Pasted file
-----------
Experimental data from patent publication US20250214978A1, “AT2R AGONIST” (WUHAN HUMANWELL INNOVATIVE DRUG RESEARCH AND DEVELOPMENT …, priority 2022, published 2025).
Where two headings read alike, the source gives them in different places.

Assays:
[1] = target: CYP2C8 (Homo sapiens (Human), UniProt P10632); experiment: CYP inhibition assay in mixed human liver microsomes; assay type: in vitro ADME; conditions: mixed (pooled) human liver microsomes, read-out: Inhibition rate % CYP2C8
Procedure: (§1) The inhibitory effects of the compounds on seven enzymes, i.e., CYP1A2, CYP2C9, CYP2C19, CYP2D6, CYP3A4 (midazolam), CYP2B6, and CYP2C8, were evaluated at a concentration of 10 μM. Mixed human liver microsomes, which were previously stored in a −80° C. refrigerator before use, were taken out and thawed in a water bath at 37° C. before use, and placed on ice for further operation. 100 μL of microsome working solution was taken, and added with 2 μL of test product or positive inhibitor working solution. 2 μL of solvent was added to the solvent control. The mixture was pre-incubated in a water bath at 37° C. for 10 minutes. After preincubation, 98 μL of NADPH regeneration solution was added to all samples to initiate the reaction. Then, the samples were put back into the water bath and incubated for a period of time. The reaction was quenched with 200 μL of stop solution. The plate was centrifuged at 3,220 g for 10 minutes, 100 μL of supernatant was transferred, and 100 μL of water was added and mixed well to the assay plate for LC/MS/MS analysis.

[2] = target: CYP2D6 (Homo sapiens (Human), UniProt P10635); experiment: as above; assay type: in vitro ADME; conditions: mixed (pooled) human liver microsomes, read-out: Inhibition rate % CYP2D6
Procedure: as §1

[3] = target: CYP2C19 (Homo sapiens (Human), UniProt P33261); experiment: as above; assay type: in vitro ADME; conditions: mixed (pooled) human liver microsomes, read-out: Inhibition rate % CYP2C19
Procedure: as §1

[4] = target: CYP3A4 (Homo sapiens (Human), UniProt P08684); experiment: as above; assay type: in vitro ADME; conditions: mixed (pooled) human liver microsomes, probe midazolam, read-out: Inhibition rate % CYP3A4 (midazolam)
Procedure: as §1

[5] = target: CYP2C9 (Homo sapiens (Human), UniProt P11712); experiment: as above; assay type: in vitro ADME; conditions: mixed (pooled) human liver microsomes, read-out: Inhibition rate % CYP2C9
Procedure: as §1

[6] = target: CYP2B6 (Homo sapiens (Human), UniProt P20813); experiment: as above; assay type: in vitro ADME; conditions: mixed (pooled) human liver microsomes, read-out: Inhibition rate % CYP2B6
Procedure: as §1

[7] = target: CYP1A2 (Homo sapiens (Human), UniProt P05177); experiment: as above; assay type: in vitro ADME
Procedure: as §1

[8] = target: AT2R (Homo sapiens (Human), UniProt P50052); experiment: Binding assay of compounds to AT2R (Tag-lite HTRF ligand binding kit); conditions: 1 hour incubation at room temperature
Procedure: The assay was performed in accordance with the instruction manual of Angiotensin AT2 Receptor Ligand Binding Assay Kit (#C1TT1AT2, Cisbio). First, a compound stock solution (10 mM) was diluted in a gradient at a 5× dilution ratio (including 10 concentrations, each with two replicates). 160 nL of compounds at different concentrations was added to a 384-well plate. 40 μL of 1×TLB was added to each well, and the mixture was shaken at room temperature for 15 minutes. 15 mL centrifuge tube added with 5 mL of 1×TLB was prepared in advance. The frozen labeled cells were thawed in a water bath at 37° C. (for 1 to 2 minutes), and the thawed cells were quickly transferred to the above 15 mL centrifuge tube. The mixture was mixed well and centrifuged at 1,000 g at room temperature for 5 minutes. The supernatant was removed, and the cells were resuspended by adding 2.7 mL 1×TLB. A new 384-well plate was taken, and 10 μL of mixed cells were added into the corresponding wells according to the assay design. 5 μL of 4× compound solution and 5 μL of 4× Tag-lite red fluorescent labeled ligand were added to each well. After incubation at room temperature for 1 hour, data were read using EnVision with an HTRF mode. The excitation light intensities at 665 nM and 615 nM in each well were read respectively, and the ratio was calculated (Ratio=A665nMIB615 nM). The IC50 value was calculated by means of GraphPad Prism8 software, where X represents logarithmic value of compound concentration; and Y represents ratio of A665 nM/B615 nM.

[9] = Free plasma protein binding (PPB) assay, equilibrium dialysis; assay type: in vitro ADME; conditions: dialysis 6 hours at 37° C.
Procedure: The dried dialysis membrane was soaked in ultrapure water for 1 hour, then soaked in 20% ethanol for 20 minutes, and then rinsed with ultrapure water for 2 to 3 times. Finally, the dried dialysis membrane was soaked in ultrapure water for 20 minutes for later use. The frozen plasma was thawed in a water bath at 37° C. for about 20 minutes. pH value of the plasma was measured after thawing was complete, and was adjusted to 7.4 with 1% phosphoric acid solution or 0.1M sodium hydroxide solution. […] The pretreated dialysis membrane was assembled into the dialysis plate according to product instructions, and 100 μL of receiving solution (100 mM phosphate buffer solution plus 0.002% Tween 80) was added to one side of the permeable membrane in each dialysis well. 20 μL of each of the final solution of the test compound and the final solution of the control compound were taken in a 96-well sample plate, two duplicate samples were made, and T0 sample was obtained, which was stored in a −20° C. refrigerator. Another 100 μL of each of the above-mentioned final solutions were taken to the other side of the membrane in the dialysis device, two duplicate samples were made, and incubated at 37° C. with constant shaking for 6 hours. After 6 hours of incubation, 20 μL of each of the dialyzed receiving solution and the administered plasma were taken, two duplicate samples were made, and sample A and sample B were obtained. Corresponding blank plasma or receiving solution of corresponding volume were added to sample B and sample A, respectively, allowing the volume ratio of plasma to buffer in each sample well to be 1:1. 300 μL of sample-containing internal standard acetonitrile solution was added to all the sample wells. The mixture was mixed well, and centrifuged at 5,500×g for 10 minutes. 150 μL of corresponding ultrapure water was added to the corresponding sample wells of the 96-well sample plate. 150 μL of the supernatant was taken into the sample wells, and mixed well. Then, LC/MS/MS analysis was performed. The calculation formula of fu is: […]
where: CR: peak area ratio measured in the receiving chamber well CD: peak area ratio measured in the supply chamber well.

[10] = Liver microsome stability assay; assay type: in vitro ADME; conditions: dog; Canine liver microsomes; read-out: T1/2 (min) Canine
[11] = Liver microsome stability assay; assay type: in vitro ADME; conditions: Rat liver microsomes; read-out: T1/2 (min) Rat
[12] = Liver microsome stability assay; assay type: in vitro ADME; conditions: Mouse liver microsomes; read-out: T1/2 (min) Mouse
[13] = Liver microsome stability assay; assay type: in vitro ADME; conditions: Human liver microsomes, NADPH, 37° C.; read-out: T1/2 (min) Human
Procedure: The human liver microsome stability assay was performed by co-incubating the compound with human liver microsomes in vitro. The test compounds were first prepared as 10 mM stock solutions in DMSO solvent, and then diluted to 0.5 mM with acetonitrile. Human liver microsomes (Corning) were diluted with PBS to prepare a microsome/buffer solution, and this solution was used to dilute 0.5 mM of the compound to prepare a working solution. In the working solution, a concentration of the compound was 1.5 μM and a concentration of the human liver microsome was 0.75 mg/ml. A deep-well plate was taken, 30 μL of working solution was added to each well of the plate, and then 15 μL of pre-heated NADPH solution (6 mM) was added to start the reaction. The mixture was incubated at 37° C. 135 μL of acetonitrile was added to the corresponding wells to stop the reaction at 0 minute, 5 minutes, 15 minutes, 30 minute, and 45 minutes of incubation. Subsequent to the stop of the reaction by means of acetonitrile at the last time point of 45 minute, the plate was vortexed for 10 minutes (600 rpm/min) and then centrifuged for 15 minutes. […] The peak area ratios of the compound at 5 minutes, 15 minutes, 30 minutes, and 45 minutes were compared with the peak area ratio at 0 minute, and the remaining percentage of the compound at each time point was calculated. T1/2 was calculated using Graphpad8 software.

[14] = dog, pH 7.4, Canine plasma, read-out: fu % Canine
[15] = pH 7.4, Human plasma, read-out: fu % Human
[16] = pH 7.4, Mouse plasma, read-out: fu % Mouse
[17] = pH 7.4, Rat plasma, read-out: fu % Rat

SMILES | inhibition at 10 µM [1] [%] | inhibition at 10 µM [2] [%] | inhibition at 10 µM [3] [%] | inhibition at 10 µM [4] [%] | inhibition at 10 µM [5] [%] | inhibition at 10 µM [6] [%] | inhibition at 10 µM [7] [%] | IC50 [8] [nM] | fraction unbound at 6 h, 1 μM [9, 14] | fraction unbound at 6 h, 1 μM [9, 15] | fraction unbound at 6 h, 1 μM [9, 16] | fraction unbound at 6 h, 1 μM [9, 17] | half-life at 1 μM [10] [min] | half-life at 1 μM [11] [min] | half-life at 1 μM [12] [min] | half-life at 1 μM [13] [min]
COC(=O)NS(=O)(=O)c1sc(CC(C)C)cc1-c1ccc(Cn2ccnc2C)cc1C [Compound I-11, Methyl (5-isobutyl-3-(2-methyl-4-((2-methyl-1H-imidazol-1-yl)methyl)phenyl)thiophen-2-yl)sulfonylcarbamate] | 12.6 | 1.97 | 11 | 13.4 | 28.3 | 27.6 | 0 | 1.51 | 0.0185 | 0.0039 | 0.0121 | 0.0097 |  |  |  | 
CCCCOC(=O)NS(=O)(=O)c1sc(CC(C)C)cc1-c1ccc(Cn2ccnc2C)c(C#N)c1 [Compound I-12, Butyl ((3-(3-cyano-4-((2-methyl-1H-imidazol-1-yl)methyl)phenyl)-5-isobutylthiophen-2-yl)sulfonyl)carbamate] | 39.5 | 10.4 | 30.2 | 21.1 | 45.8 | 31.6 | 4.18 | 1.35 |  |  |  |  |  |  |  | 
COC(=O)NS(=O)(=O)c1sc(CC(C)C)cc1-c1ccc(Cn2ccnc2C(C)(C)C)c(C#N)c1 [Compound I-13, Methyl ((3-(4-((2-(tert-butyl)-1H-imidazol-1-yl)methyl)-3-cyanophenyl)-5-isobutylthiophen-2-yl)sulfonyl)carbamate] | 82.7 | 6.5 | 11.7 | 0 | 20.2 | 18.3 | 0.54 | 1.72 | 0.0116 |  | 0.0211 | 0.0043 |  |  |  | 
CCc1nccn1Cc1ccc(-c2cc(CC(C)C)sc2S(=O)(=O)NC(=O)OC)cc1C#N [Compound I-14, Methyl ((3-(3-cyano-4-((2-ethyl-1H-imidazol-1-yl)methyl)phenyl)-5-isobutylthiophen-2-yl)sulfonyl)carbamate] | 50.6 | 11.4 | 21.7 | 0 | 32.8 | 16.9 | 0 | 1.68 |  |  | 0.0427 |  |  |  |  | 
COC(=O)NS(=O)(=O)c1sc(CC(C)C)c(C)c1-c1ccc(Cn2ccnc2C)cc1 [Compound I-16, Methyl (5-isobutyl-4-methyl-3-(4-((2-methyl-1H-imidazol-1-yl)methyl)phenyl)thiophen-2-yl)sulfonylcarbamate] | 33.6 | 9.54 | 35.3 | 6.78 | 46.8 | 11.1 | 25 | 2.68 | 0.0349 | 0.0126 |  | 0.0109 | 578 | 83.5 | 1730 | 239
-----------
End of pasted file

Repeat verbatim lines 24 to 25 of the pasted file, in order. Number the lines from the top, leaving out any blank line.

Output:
[11] = Liver microsome stability assay; assay type: in vitro ADME; conditions: Rat liver microsomes; read-out: T1/2 (min) Rat
[12] = Liver microsome stability assay; assay type: in vitro ADME; conditions: Mouse liver microsomes; read-out: T1/2 (min) Mouse